More recently, platelet-derived growth factor released from fragments of platelet clumps or megakaryocytes has been proposed as the mechanism by which digital clubbing occurs.[6] The fragments are large enough to lodge in the vascular beds of the fingertips, and, subsequently, they release platelet-derived growth factor. This factor has been shown to have general growth-promoting activity and causes increased capillary permeability and connective tissue hypertrophy.



Clubbing is a feature of pachydermoperiostosis (PDP), a rare genodermatosis characterized by pachydermia, digital clubbing, periostosis, and an excess of affected males.[2] Although usually an autosomal dominant model with incomplete penetrance and variable expression, both autosomal recessive and X-linked inheritance have been suggested in some PDP families.

Primary hypertrophic osteoarthropathy (PHO), a rare hereditary disorder with digital clubbing, subperiosteal new bone formation, and arthropathy, has been linked mutations in the 15-hydroxy-prostaglandin dehydrogenase (15-PGDH) encoding gene HPGD, which causes PHO.[3] A mutation was identified in a large Pakistani family with isolated congenital nail clubbing.[4] In another study of homozygous mutations, an intragenic deletion that results in frameshift and a missense mutation was associated with a severe PHO phenotype. A heterozygous carrier of a stop mutation had isolated digital clubbing.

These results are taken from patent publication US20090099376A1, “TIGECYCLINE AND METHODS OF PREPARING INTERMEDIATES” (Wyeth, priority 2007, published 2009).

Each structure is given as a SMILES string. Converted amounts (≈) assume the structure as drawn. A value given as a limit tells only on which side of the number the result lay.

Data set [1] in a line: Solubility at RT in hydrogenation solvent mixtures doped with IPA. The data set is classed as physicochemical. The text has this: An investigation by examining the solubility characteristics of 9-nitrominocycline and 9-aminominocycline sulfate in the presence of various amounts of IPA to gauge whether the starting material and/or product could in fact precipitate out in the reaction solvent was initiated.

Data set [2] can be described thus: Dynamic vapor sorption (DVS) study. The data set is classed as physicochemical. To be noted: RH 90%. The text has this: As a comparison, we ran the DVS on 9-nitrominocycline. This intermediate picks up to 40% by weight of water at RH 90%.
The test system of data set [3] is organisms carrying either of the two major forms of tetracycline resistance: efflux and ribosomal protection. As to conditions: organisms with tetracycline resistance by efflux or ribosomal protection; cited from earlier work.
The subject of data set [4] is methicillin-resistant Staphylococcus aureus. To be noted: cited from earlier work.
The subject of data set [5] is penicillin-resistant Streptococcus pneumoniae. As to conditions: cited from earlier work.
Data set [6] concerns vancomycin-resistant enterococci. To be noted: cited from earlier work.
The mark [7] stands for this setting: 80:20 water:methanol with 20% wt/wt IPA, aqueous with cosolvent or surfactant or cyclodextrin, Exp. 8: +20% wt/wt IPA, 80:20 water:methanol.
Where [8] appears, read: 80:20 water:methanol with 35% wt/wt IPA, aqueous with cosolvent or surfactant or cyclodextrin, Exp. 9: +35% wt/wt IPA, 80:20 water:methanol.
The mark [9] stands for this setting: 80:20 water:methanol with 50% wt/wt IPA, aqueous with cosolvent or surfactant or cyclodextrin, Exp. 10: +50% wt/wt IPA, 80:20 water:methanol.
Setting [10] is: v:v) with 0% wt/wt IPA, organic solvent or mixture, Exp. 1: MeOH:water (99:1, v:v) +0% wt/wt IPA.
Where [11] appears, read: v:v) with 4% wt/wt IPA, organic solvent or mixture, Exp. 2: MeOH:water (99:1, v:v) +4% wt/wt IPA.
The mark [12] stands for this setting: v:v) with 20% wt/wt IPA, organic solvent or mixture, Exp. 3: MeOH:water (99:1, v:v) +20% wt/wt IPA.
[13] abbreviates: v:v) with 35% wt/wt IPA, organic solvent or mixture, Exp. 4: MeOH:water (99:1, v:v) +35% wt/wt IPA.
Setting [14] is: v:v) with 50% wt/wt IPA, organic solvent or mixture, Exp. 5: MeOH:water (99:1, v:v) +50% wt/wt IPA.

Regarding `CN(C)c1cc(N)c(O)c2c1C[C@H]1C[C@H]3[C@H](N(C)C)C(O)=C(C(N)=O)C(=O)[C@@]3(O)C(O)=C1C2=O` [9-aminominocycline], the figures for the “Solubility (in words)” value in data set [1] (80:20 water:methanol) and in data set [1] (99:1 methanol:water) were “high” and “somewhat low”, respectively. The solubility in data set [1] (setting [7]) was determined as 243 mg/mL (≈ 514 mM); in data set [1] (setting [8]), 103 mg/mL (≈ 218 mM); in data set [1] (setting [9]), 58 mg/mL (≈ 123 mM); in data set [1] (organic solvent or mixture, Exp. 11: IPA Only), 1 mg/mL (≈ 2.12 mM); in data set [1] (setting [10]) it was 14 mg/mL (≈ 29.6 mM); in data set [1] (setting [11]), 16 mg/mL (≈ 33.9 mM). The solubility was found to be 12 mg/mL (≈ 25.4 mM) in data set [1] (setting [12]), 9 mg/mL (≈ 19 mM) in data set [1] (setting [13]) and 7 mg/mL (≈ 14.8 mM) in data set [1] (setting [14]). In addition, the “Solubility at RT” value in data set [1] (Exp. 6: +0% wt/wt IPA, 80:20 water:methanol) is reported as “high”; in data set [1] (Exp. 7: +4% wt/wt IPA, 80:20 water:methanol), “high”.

The treatment is to correct the underlying cause, after which clubbing may resolve.

Rule out secondary clubbing can be caused by many conditions, including:

  • Pulmonary—Idiopathic pulmonary fibrosis, malignancy, asbestosis, COPD, and cystic fibrosis.
  • Cardiac—Congenital heart disease, endocarditis, atrioventricular malformations, or fistulas.
  • GI—Inflammatory bowel disease, cirrhosis, and celiac disease.
  • HIV infection

If negative consider

Primary Clubbing is due to:

      • Primary HOA, also known as pachydermoperiostosis, is an autosomal dominant disorder.
    • Familial clubbing, now thought to be an incomplete form of primary HOA.



A 31-year-old man with congenital heart disease has had these clubbed fingers since his childhood (Figures 51-1 and 51-2). A close view of the fingers shows a widened club-like distal phalanx. He has learned to live with the limitations from his congenital heart disease and his fingers do not bother him at all.

Image not available.

Clubbing of all the fingers in a 31-year-old man with congenital heart disease. Note the thickening around the proximal nail folds. (Courtesy of Richard P. Usatine, MD.)

Image not available.

Close-up view of a clubbed finger. (Courtesy of Richard P. Usatine, MD.)